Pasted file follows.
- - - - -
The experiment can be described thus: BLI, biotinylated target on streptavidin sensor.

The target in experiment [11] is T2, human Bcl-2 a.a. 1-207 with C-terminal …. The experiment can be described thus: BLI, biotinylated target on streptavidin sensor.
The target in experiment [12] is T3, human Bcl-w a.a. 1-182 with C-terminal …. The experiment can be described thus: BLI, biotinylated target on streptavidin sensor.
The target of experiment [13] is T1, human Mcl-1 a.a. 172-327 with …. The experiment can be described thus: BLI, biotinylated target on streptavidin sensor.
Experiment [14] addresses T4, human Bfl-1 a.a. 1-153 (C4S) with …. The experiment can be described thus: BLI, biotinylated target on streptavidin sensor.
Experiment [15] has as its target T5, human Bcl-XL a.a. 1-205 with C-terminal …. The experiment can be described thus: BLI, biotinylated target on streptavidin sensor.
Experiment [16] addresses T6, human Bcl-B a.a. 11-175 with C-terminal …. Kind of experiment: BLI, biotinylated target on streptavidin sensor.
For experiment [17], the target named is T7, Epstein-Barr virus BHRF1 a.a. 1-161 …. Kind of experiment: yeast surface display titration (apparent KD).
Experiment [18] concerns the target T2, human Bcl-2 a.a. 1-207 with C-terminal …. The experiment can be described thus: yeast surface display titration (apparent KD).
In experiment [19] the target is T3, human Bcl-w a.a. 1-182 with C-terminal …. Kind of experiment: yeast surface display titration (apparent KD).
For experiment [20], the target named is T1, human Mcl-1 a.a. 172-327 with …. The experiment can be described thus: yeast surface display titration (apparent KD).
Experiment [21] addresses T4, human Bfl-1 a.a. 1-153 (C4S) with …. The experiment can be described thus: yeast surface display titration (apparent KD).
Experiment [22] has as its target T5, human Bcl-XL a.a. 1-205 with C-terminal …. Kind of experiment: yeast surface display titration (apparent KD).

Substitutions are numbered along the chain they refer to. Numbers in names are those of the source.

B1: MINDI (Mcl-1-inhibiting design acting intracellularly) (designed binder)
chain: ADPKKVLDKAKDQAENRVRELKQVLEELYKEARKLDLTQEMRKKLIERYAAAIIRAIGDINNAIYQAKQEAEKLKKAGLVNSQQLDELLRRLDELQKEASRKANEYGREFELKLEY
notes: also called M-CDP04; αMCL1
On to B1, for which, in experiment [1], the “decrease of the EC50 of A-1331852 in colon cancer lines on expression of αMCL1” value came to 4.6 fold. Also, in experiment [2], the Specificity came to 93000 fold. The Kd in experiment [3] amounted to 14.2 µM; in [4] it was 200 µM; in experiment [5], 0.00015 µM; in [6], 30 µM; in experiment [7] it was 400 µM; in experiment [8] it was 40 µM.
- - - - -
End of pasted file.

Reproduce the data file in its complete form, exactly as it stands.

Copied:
The experiment can be described thus: BLI, biotinylated target on streptavidin sensor.

The target in experiment [11] is T2, human Bcl-2 a.a. 1-207 with C-terminal …. The experiment can be described thus: BLI, biotinylated target on streptavidin sensor.
The target in experiment [12] is T3, human Bcl-w a.a. 1-182 with C-terminal …. The experiment can be described thus: BLI, biotinylated target on streptavidin sensor.
The target of experiment [13] is T1, human Mcl-1 a.a. 172-327 with …. The experiment can be described thus: BLI, biotinylated target on streptavidin sensor.
Experiment [14] addresses T4, human Bfl-1 a.a. 1-153 (C4S) with …. The experiment can be described thus: BLI, biotinylated target on streptavidin sensor.
Experiment [15] has as its target T5, human Bcl-XL a.a. 1-205 with C-terminal …. The experiment can be described thus: BLI, biotinylated target on streptavidin sensor.
Experiment [16] addresses T6, human Bcl-B a.a. 11-175 with C-terminal …. Kind of experiment: BLI, biotinylated target on streptavidin sensor.
For experiment [17], the target named is T7, Epstein-Barr virus BHRF1 a.a. 1-161 …. Kind of experiment: yeast surface display titration (apparent KD).
Experiment [18] concerns the target T2, human Bcl-2 a.a. 1-207 with C-terminal …. The experiment can be described thus: yeast surface display titration (apparent KD).
In experiment [19] the target is T3, human Bcl-w a.a. 1-182 with C-terminal …. Kind of experiment: yeast surface display titration (apparent KD).
For experiment [20], the target named is T1, human Mcl-1 a.a. 172-327 with …. The experiment can be described thus: yeast surface display titration (apparent KD).
Experiment [21] addresses T4, human Bfl-1 a.a. 1-153 (C4S) with …. The experiment can be described thus: yeast surface display titration (apparent KD).
Experiment [22] has as its target T5, human Bcl-XL a.a. 1-205 with C-terminal …. Kind of experiment: yeast surface display titration (apparent KD).

Substitutions are numbered along the chain they refer to. Numbers in names are those of the source.

B1: MINDI (Mcl-1-inhibiting design acting intracellularly) (designed binder)
chain: ADPKKVLDKAKDQAENRVRELKQVLEELYKEARKLDLTQEMRKKLIERYAAAIIRAIGDINNAIYQAKQEAEKLKKAGLVNSQQLDELLRRLDELQKEASRKANEYGREFELKLEY
notes: also called M-CDP04; αMCL1
On to B1, for which, in experiment [1], the “decrease of the EC50 of A-1331852 in colon cancer lines on expression of αMCL1” value came to 4.6 fold. Also, in experiment [2], the Specificity came to 93000 fold. The Kd in experiment [3] amounted to 14.2 µM; in [4] it was 200 µM; in experiment [5], 0.00015 µM; in [6], 30 µM; in experiment [7] it was 400 µM; in experiment [8] it was 40 µM.